Posts Tagged ‘ Glyndebourne ’

Die Meistersinger von Nürnberg, Glyndebourne: review

Yesterday I went to Glyndebourne and I am feeling very smug about it.

Not, as some might assume, because I am part of a rich elite who can afford access to high culture that other plebs can’t, but because I am a pleb and nevertheless managed to get in. For £20.

Getting a ticket for Glyndebourne involves roughly the same amount of effort and money as, say, locating a Siberian tiger. In fact, the latter is probably cheaper. So I was pleased with my £20 ticket – standing, admittedly, and with restricted view. But David McVicar’s staging of Meistersinger looks set to be one of the opera tickets of the year, if not the decade. So what’s a bit of leg ache?

I got the ticket through Glyndebourne’s excellent <30 scheme for the under 30s. Last year I managed to get a £30 seat in the stalls to see Hansel und Gretel and the previous year I paid the same for their brilliant The Fairy Queen. There’s no waiting list, just sign up on their website.

And so, on to the production. The opera tells the story of a song contest held in the guild of Mastersingers of Nuremberg. A member of the guild offers his daughter’s hand in marriage as the prize. The only problem is that she’s in love with a knight who isn’t a Mastersinger. (The whole sticky mess could have been avoided if the daughter, Eva, had been left to choose her own husband. But that would have been too simple. And too feminist.)

The London Philharmonic Orchestra, under Vladimir Jurowski, was on stunning form: they responded to each flick and tremor of the maestro’s baton with precision and tangible enthusiasm. This was an orchestra at the top of its game and there was some particularly fine horn playing.

Wagner GlyndebourneBut can you go to this, of all Wagner’s operas, and simply enjoy the music? David McVicar certainly thinks so – and his production encourages the audience to lay aside all the political and historical baggage that accompanies Meistersinger (see this excellent blog from Tom Service for more on this). The setting is a politically safe period around 1810 and the final paean to German art becomes less about cultural superiority and more a general celebration of art. Everywhere McVicar tones down distasteful elements – the final song (‘Even if the holy Roman empire/ Should dissolve in mist,/ For us there would yet remain/ Holy German art’) is sung without surtitles and the character Beckmesser – often regarded as an anti-semetic caricature – is pompous but essentially empathetic.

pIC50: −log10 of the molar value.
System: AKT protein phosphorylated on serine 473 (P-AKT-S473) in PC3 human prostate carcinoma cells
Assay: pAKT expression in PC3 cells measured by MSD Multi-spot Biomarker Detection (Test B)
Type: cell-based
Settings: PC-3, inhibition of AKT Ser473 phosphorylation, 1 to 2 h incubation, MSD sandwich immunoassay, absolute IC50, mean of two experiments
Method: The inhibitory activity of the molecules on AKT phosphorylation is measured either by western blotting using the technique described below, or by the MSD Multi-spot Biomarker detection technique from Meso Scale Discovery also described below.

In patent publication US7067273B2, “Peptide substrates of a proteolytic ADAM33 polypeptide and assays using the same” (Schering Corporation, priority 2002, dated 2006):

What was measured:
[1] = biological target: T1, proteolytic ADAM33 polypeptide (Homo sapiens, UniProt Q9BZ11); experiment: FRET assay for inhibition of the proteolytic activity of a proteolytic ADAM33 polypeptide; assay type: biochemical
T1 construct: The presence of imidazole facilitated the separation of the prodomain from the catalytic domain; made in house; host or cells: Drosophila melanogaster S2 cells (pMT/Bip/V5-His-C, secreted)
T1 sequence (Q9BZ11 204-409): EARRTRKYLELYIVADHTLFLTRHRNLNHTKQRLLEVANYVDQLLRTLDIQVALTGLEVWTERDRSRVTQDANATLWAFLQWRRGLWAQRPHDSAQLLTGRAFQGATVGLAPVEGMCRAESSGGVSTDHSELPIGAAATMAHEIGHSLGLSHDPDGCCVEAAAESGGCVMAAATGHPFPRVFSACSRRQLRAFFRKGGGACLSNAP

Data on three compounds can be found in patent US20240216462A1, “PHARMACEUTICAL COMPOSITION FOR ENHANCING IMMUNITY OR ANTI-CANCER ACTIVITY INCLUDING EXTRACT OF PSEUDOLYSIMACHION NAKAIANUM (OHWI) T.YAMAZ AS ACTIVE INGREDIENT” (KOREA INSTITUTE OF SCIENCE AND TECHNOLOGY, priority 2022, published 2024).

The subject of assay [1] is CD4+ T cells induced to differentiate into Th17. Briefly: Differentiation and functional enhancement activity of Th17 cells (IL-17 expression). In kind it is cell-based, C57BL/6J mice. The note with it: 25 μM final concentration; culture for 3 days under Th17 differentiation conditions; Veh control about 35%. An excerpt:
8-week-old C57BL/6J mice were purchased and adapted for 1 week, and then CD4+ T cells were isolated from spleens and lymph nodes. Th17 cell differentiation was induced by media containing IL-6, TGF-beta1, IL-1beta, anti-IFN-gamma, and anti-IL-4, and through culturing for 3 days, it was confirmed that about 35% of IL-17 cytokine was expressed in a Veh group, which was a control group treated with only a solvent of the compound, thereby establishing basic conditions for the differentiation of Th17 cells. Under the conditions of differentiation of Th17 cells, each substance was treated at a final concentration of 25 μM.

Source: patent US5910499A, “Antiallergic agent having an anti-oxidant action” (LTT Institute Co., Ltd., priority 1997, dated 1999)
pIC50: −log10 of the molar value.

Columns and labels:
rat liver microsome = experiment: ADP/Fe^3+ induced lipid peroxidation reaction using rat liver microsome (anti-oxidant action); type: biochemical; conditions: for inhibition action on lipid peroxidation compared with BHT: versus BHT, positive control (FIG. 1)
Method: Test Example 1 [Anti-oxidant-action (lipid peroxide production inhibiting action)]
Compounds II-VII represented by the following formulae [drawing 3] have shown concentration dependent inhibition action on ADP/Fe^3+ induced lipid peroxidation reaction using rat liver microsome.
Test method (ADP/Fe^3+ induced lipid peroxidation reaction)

Partly this is thanks to the characterful, comic performance from Johannes Martin Kränzle who is an operatic Mr Collins, wooing Eva (Anna Gabler). Who is clearly far too young and evidently doesn’t like him anyway. The other stand-out performance is Gerald Finley’s in the lead role of Hans Sachs. Finley’s powerful baritone proved more than equal to the part and his Sachs, if slightly younger than usual, manages to convince as a pillar of the community.

McVivar’s staging has been criticised for being unadventurous. True, both costume and set are fairly naturalistic, but with an opera that is so rarely performed, why go for a Big Idea? Why not just stage the work elegantly and simply – as was done here.